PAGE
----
Boat diving can provide some of the most fun and memorable diving you will ever have, as long as you do a few things to prepare yourself before you go. There are all manner of dive boats out there, from inflatable Zodiac boats that hold a few people, small Panga style or “six pack” boats, large day boats, and even larger “live aboard” dive boats. As in other parts of the world, many of the dive sites around Puget Sound are sites that you just can’t access from shore, they are only accessible by boat. That means sites you access by dive boat will usually have less dive traffic and often a greater variety of marine life. Boat diving is also some of the easiest diving that you will ever do. Basically, once you gear up, you only have to move to the exit point on the boat in order to get in. You do your dive, and then when you surface, the boat is there to pick you up. In order to make sure all your boat trips are good ones, here are a few simple things to think about, and a few rules of boat diving etiquette to follow.
Boats typically do not have a lot of extra space. There isn't room to spread your gear out all over the place. Be courteous about your use of the available space. If you’re a typical PNW diver, you probably have one of those large plastic bins with wheels on it from Home Depot that you keep in the back of your car or truck. Although great for shore diving, it is not a gear bag, and does not belong on a boat. Invest in a good gear bag. The size and kind you select might differ, depending on where you dive. For warm water, I pack one of those Halcyon mesh duffel bags that can easily hold my gear. It also has large carrying handles so it can be carried back pack style if needed, and folds easily for storage or packing into your luggage when you are traveling. For diving around here, I use the same type of bag to stow my dry suit, fins, mask and gloves. I then assemble my basic kit at the car and then carry the gear and the bag to the boat. If you pack only what you really need, all of your gear should fit in one bag.
Put together a save a dive kit that fits into your gear bag. This doesn't have to be overly complicated and shouldn't replicate the giant Sears style mechanic toolbox save a dive kits that many of you carry in your cars. Just pack the basic things you need to replace an o-ring, a fin or mask strap, extra LP inflator hose, etc. If you’re packing with a dive buddy that is going with you, consider what each of you is planning on bringing and consolidate when you can. Think “compact”. Consider contacting the boat ahead of time, many boats carry extensive save a dive kits complete with tools and spare parts. You might not even need to bring your own kit. If you really think you need all the tools and parts for a full regulator overhaul… Perhaps you should have your regulator serviced prior to getting on the boat.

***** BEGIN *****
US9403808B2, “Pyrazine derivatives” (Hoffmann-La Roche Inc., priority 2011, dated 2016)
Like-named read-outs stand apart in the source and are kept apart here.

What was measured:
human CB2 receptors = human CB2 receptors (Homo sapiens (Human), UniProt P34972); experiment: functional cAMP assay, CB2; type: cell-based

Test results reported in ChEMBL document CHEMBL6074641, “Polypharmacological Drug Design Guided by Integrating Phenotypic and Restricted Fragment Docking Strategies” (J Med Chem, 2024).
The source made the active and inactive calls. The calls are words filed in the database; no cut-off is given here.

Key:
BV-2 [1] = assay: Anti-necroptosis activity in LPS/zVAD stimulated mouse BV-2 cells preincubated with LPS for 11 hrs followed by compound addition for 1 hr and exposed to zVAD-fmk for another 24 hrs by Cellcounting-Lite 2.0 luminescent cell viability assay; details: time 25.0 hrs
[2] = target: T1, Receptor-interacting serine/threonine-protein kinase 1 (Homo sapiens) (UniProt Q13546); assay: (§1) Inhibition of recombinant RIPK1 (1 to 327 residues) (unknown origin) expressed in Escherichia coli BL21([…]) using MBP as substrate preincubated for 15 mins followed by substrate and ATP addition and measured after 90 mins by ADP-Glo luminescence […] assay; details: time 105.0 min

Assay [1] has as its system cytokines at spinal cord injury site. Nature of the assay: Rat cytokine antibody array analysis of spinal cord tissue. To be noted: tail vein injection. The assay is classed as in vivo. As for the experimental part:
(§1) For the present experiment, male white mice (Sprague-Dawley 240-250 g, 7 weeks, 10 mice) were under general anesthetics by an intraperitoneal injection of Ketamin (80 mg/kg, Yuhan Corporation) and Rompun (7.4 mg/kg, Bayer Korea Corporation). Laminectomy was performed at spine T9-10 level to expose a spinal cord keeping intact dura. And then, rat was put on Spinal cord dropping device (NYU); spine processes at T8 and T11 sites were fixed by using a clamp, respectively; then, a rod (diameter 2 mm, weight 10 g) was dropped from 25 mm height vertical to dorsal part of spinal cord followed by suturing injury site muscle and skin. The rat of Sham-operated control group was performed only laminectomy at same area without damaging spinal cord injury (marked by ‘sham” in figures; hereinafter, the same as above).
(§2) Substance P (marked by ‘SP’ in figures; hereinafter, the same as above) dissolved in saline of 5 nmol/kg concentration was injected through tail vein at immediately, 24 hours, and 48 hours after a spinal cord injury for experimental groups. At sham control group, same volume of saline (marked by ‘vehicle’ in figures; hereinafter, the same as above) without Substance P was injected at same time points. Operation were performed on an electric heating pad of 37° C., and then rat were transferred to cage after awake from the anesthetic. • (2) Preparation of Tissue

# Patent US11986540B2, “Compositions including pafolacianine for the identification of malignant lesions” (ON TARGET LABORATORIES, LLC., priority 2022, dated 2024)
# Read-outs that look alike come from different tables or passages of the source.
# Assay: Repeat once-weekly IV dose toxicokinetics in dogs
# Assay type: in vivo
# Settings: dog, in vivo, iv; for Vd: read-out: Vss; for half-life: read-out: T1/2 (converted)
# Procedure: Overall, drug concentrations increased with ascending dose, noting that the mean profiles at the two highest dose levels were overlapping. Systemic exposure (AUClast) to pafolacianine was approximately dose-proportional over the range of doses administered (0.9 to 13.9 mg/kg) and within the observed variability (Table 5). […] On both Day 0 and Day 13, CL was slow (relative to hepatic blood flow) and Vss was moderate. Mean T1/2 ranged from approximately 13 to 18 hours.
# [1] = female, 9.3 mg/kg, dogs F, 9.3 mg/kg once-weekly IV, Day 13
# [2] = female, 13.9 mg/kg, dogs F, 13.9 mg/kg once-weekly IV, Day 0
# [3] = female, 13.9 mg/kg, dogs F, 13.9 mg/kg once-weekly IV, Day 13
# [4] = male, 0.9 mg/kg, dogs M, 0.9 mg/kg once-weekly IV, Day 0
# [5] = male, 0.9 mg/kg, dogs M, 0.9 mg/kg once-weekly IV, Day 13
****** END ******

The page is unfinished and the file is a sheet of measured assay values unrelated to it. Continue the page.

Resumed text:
Plan ahead. Make a list so you don’t forget anything. Lay out, assemble, check, and inspect all your gear before you pack it. Don’t plan on doing this on the dock or on the boat. Do you get seasick and need medication for it? Need sunscreen? How about a jacket? Once the boat leaves the dock, the Captain isn’t going to turn around because you forgot something. Make sure you have everything you need to go diving.
When you do finally get to the dock, ask the boat Captain or crew if you can come aboard. (You don’t want to be mistaken for a pirate, they tend to get shot.) Asking to board is a simple maritime courtesy. Sometimes the boat just isn’t ready yet. Once aboard, you will probably be told where you can stow your gear and where your seat will be. If not, just ask. Also, there will probably be a few forms to fill out.
Pay attention to any briefings the crew gives. They will tell you their names, the name of the boat and any safety procedures you may need to follow. Listen to where the head (aka the toilet) is located and how to use it. Nothing will piss off the crew more than you plugging up the toilet! Most boats have similar rules and procedures, but your day will be a lot more fun if you follow the rules for the boat you are currently on.
Listen to the dive site briefings, even if you've been on the site before and no matter what your experience level is. The dive site briefing provided by the crew is for your safety and helps ensure you have a good dive. I've been on dives on the same site many times and always discover something new or learn something different. Pay attention to the entry and exit procedures. Will you back roll into the water from your seating area, or giant stride off a swim platform? It depends on the boat. Pay attention. Will the boat be anchored, or not? Pay attention. The briefing might include a compass heading out from the boat and back. I’m sure you want to surface at the boat and not a half a mile away because you got lost and couldn't find your way back underwater… Don’t be that guy. Pay attention.
Don’t be afraid to ask questions of the crew or to ask for help. Diving should be fun and safe, and the people running the boat want you to have a good time and be safe doing it.
Until next time, good diving!